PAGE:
Hike outside the park boundaries. Consult a map, decide what looks good and get on the phone. For example, the Havasupai and Hualapai Nations include regions within the Grand Canyon corridor but outside the boundaries of the national park. Call Havasupai Tourism Enterprise or stop at the lodge on IR 18 in Supai. Phone or stop at the Hualapai Lodge on Route 66, Peach Springs.
Hualapai Nation
PO Box 179
Peach Springs, AZ 86434
(877) 716-9378
www.destinationgrandcanyon.com/tours.html
Havasupai Nation
PO Box 10
Supai, AZ 86435
Camping, (928) 448-2141
www.havasupaitribe.com/hiking.html
Step 3
Wait for school to start. Not only are there fewer park visitors in autumn and spring, but the weather is lovely.
Step 4
Bundle up and take a cold-weather hike. This applies only to South Rim trails. The North Rim is closed during the middle of winter.
 

Tips & Warnings

 
Canyoneering is backward: First you descend, tiring quad muscles and challenging your sense of balance, then you turn around and climb, taxing your cardiovascular system. Canyon hikers speak in terms of elevation gain or loss instead of miles traveled. The temperature rises as you descend. This makes a profound difference during hot weather. When it's hot, consider hiking from sunrise to the heat of the day, then lying low until cooler evening hours. Whatever you carry into the canyon, carry back out. Eat well and frequently: It takes energy to walk. With insufficient energy, you will not think well.
 
Canyoneering is backward: First you descend, tiring quad muscles and challenging your sense of balance, then you turn around and climb, taxing your cardiovascular system. Canyon hikers speak in terms of elevation gain or loss instead of miles traveled.
 
The temperature rises as you descend. This makes a profound difference during hot weather.
 
When it's hot, consider hiking from sunrise to the heat of the day, then lying low until cooler evening hours.
 
Whatever you carry into the canyon, carry back out.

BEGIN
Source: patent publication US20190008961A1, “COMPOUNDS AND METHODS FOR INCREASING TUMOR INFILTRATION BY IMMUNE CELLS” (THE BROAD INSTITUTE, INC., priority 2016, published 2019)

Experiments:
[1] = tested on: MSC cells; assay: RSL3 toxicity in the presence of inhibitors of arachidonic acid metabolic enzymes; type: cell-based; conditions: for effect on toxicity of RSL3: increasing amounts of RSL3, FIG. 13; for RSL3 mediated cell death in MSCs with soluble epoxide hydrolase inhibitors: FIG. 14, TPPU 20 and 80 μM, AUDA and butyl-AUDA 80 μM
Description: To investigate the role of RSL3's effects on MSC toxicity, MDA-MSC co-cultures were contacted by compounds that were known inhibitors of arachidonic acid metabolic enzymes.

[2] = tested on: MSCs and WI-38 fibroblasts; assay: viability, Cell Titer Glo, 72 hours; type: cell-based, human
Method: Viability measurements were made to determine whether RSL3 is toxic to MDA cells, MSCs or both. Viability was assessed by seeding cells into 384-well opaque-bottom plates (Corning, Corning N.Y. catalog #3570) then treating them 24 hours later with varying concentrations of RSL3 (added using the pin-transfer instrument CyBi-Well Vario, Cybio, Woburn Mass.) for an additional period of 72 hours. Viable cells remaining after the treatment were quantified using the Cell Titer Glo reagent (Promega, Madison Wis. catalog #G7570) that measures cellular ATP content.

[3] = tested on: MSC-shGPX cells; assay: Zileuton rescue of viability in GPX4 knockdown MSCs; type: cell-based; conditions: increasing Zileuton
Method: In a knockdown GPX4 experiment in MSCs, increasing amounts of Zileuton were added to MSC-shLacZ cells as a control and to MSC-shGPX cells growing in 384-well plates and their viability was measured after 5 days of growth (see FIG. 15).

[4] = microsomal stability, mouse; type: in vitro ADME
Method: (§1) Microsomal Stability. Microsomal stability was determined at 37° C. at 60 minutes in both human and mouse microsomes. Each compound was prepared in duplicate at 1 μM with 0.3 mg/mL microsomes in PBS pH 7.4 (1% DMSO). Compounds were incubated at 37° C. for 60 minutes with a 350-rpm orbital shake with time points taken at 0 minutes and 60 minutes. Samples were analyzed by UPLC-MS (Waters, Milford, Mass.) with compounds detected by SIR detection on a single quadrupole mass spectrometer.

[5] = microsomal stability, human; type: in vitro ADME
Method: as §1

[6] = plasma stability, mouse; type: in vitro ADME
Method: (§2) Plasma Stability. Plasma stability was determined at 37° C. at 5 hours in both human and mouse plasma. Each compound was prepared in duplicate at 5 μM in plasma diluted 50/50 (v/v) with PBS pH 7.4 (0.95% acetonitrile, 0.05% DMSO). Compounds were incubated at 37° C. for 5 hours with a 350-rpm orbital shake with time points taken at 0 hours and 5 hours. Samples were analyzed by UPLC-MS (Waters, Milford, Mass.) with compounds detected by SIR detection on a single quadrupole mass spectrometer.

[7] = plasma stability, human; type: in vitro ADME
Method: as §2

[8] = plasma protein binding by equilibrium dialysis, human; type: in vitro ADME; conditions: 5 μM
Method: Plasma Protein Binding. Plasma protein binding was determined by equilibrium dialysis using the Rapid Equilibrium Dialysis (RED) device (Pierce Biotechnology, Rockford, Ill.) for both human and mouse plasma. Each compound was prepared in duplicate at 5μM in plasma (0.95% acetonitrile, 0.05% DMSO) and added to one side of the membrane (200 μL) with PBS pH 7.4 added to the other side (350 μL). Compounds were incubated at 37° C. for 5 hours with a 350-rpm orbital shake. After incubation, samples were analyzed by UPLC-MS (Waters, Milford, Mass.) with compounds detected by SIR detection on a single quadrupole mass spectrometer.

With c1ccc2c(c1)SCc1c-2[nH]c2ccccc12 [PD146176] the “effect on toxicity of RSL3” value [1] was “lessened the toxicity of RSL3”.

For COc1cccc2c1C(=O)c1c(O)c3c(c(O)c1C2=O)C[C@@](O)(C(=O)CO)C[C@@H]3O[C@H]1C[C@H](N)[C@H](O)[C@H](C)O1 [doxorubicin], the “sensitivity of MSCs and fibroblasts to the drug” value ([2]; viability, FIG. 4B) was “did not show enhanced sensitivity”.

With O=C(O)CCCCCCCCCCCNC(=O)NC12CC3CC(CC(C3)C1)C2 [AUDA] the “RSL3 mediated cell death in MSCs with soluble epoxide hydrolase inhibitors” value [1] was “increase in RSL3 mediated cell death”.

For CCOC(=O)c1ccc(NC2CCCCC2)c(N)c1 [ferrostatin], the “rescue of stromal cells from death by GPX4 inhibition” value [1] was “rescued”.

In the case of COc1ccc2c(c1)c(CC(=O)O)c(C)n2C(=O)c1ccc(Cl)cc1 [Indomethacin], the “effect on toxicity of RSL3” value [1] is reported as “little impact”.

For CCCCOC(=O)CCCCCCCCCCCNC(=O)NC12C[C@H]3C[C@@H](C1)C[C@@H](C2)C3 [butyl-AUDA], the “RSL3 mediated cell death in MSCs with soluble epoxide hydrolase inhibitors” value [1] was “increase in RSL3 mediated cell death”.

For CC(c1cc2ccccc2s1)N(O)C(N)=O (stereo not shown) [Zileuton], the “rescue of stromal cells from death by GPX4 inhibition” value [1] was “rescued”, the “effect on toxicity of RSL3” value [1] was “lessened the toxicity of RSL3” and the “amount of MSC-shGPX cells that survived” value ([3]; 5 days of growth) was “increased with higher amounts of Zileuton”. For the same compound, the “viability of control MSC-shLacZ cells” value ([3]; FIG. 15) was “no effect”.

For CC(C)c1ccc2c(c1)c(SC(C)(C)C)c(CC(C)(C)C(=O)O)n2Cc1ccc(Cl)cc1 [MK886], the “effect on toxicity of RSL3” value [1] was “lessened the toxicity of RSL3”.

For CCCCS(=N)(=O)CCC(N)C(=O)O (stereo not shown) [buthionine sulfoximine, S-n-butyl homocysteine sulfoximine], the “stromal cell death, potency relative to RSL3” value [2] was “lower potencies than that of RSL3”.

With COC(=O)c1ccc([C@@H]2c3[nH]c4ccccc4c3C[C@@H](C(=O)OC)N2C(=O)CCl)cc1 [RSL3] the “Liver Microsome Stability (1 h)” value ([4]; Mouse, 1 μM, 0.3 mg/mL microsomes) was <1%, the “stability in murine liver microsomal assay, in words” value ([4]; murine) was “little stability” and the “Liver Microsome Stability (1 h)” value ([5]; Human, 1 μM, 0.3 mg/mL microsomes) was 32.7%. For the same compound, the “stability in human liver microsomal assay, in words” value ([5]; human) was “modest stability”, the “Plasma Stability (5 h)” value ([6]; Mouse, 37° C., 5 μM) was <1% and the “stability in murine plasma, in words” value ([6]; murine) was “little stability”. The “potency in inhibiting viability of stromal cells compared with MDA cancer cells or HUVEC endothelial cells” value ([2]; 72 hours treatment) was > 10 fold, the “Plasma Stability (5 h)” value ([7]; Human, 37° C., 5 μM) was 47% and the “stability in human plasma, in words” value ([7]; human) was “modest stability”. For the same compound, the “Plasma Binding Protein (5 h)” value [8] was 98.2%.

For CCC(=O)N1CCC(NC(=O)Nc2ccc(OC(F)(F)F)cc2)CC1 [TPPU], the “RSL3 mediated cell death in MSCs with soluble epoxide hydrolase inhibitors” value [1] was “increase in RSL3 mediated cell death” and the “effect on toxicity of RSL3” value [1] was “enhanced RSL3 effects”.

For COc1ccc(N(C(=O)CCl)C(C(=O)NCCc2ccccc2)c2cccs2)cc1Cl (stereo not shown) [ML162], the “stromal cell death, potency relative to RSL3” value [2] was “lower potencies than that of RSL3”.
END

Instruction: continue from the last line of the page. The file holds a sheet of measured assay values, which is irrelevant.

Eat well and frequently: It takes energy to walk. With insufficient energy, you will not think well.
 
The difference between a glorious adventure and a trip to the hospital or funeral home is spelled "prudence." The biggest factor by far is water. Always treat or boil drinking water. Check the latest reports on trail and campground closures and the availability of water. Don't go to the river and back in a single day. Many try to make it but wish they had spent time to enjoy the canyon. Many try and fail, which is complicated, uncomfortable and can be dangerous. Mules have right of way.
 
The difference between a glorious adventure and a trip to the hospital or funeral home is spelled "prudence." The biggest factor by far is water.
 
Always treat or boil drinking water.
 
Check the latest reports on trail and campground closures and the availability of water.
 
Don't go to the river and back in a single day. Many try to make it but wish they had spent time to enjoy the canyon. Many try and fail, which is complicated, uncomfortable and can be dangerous.
 
Mules have right of way.

Article Written By Lani Johnson

Lani Johnson is a hiking, writing musician. Recent published work includes journalism, poetry and research. See her online writing at Trails.com or at Azacda.presspublisher.us.